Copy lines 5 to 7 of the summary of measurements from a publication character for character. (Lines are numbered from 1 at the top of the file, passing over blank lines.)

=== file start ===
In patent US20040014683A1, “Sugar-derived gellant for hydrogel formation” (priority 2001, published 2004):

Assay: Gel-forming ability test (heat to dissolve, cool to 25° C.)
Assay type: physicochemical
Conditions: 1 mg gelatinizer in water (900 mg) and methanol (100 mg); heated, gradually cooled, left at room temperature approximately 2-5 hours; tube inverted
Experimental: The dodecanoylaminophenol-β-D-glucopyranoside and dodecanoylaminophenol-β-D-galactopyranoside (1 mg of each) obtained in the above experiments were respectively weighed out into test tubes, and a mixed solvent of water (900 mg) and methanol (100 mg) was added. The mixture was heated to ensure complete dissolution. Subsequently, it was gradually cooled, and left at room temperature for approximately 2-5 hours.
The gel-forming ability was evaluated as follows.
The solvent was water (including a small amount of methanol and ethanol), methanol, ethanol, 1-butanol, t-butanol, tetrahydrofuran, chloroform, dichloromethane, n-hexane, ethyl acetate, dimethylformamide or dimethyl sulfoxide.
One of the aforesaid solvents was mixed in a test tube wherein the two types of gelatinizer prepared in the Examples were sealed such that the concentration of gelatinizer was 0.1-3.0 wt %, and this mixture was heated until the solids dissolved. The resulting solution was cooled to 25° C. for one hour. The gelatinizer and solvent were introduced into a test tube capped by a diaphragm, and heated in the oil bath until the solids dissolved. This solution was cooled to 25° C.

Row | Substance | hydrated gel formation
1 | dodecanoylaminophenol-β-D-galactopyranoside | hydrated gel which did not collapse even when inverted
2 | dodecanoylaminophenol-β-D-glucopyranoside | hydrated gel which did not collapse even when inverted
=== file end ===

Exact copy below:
Experimental: The dodecanoylaminophenol-β-D-glucopyranoside and dodecanoylaminophenol-β-D-galactopyranoside (1 mg of each) obtained in the above experiments were respectively weighed out into test tubes, and a mixed solvent of water (900 mg) and methanol (100 mg) was added. The mixture was heated to ensure complete dissolution. Subsequently, it was gradually cooled, and left at room temperature for approximately 2-5 hours.
The gel-forming ability was evaluated as follows.
The solvent was water (including a small amount of methanol and ethanol), methanol, ethanol, 1-butanol, t-butanol, tetrahydrofuran, chloroform, dichloromethane, n-hexane, ethyl acetate, dimethylformamide or dimethyl sulfoxide.